Chandler also claims Shoemaker was paid $12,000 by him toward a $25,000 kickback, which defense attorneys have said was a living expense loan to keep Shoemaker, who is from Tupelo, in Batesville.

Chandler also told federal investigators about a bribery scheme with Batesville physician Robert Corkern.

Corkern has pleaded guilty in federal court to paying Chandler $25,000 in exchange for $400,000 in county funds that were transferred to Tri-Lakes.

In a plea agreement with the U.S. Attorney’s Office, Chandler has pleaded guilty to one count of embezzlement and a single count of bank fraud.

At one point Chandler testified Wednesday he is facing 21 to 27 months in prison after cooperating with federal prosecutors.

Garner and Shoemaker, meanwhile, are facing a maximum 25 and 80 years in prison if convicted on all counts.

The former county administrator repeatedly admitted Wednesday he had lied to the FBI and the U.S. Attorney’s Office early in their investigations, but said he was now giving truthful testimony.

When pressed by Farese, Chandler admitted he convinced his wife to lie to FBI agents when they were investigating a kickback scheme with an insurance agent, Richard Edgerton.

“You did it to protect yourself, yes or no?” Farese asked.

“Yes,” Chandler replied.

Michael, who is representing Garner, stated Wednesday that Chandler had failed to mention the alleged kickback scheme with Garner and Shoemaker when he made two statements to federal investigators.

“You can’t explain that, can you?” Michael asked.

“No sir, I cannot,” Chandler replied.

After mentioning Chandler’s various schemes in opening statements Tuesday, defense attorneys took turns reminding the jury about them Wednesday: creating the Absolute Recovery company; pocketing a kickback from construction work on county buildings; billing the county for ineligible overtime pay; and demanding kickbacks from people who did business with the county.

Regarding overtime pay, Michael asked Chandler if he was aware he wasn’t entitled to overtime pay as a salaried employee.

“I’m not sure,” Chandler replied.

“You were a former state auditor,” Michaels shot back.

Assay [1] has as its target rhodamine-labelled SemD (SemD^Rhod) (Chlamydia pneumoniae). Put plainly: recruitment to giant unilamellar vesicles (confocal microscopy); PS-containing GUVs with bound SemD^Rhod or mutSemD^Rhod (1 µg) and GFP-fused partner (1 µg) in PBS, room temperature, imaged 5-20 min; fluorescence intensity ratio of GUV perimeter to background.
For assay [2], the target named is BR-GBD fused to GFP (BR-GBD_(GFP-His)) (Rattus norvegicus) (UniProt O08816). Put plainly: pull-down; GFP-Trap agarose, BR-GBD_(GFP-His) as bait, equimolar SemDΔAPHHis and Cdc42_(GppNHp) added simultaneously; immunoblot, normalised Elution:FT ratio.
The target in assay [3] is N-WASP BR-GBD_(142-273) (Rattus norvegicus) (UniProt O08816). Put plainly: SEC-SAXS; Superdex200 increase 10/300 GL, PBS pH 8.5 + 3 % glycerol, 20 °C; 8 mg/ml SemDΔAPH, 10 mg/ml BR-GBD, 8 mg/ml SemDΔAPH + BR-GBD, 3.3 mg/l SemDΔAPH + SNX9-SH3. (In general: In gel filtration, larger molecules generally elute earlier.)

Michael added another possible scheme Wednesday, reminding Chandler that he had sold his home in the Edgarwoods subdivision south of Batesville to Roland Butler for $40,000.

Panola Countains are familiar with Butler, who promised the Board of Supervisors in 2006 he would open a food manufacturing plant in Crenshaw if Panola County gave him the building and adjoining land.

Michael pointed out Wednesday that Butler used the building and acreage as collateral to take out a multi-million dollar loan.

“What county goes around giving a building away?” Michael asked Chandler.

“I advised them not to do it,” Chandler said of the then-Board of Supervisors, though at the time he in fact publicly urged supervisors to sign a deal with Butler.

Chandler and his wife are still listed as the owners of the brick home at 7 Edgarwood Road, which is appraised at $178,408 according to county tax records.

In sort of a warm-up for what was coming, Farese had lambasted Chandler on Tuesday, telling the federal jury the former administrator can’t be trusted.

“David Chandler is the most despicable person you’ll ever see,” Farese said in opening statements.

Defense attorney John Ferrell, one of five attorneys representing Garner, described Chandler as an “embezzler,” a “thief” and a “scumbag,” when he followed Farese on Tuesday.

The federal criminal trial is scheduled for three weeks on the court calendar.